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5 Hair Restoration Procedures That May Cause More Harm Than Good



Thousands of people opt for hair loss treatments all over the world but many physicians perform outdated hair restoration procedures that may do you more harm than good. Hair restoration is a long, arduous procedure that can take up to ten hours. Newer and less time-taking procedures need some learning curve and so physicians try to fix you up with older techniques. 5 hair restoration techniques you need to avoid

1. Flap and free-form flap In this type of hair restoration procedure, a flap of hair-bearing skin is moved from the side of the scalp to the front hairline after cutting it on three sides. However, the blood supply is not cut off and the flap is not severed completely from the scalp. This is indeed major surgery. In the free-form flap procedure, all four sides of the flap are cut and the flap is completely separated from the donor area so that it can be reset on the balding region in the direction of natural hair growth.

These procedures are not recommended in patients with androgenetic alopecia. Common problems with this procedure are:

• Infection

• The growth of hair is in a direction opposite to the normal hairline

• Trauma of the procedure can often lead to extreme scarring or loss of existing hair; this is known as permanent shock loss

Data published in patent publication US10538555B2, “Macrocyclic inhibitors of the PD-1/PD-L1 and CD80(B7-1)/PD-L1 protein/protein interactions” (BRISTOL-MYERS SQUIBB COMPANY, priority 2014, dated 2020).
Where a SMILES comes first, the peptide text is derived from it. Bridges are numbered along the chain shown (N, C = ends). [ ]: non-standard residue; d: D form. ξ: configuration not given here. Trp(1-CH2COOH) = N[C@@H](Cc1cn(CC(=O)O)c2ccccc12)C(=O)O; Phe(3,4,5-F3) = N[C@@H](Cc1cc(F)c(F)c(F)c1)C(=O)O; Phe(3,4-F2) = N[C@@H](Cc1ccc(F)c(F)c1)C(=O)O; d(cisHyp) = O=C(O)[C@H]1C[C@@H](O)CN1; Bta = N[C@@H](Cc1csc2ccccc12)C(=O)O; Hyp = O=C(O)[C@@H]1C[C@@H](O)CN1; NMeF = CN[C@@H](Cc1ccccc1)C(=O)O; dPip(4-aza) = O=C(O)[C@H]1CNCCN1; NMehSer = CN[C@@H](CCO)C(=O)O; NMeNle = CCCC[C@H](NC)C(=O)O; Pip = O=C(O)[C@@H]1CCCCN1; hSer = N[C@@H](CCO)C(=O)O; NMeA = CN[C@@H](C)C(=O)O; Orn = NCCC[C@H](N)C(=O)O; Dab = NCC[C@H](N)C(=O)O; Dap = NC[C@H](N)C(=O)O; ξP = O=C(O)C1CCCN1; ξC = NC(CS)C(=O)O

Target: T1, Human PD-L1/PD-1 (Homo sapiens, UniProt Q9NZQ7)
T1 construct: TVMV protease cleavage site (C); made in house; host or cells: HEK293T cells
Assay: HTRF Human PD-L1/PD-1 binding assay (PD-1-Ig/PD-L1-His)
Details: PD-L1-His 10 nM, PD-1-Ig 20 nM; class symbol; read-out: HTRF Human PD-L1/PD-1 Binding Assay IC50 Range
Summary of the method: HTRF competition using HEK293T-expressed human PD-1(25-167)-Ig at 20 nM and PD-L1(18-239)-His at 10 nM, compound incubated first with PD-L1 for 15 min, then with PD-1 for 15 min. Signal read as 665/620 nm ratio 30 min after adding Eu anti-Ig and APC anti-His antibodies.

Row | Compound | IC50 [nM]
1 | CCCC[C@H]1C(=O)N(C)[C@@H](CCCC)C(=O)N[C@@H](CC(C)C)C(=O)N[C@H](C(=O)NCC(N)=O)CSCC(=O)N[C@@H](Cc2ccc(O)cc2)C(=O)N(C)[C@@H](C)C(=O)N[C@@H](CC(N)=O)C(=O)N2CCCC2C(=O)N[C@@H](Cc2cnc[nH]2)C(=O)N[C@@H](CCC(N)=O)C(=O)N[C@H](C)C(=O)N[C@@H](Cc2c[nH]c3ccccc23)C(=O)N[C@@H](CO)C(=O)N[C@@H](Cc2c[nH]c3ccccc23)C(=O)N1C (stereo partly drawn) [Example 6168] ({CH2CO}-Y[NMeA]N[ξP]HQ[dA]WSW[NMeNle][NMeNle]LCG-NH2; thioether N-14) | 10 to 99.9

• Necrosis, leading to a bad scar

• Loose skin can develop in the forehead, leading to it hanging over the eyebrow

• Normal position and shape of the scalp may be altered, causing other serious complications and disfigurement

2. Round or square grafts These grafts are usually 3-5mm in size and are created with a hole-punch device. Square and round grafts, both are too large and they do not resemble the natural growth of hair. Their large size is often detrimental to the hair restoration procedure because the blood supply is compromised and the hair in the middle of the graft does not grow.

3. Line or linear grafts For performing a linear graft procedure, a linear strip of donor’s hair is removed from the back or side of the head and the entire strip is used for transplantation. Again, the results of this transplant are not cosmetically viable and this procedure must be avoided.

4. Scalp reduction This is also known as galeoplasty or alopecia reduction and causes a person to look unattractive. In this procedure, the bald part of the scalp is cut away and the edges of the close by hair-bearing skin are sewn together in such a way that the hair-bearing scalp from either side of the head is brought to meet at the middle. There are a few problems associated with this type of hair restoration technique:

a. This procedure can sometimes result in accelerated hair loss, which can occur within weeks or months and is most often permanent loss

b. Infection

c. Hematoma and hemorrhaging

d. The direction of hair growth is altered, thus resulting in an unnatural look

e. The stretched area of the scalp that has been sewn, loses its tautness, revealing a bald area, created by the stretching

f. Sometimes sutures on the scalp are rejected by the body, causing holes at the suture sites on the scalp

g. As a result of the scalp reduction technique, permanent hair in other areas of the scalp may be thinned or weakened, thus affecting future transplants, if they are needed

5. Hair lifts Hair lifts are much more advanced scalp reduction techniques that require hospitalization and major surgery. The side-effects of this procedure are visible scars and additional hair loss. Even parts of the patient’s head may be left permanently numb. Hair restoration procedures can prove to be risky in many cases and some types of procedures should most definitely be avoided, thus preventing further complications and health risks.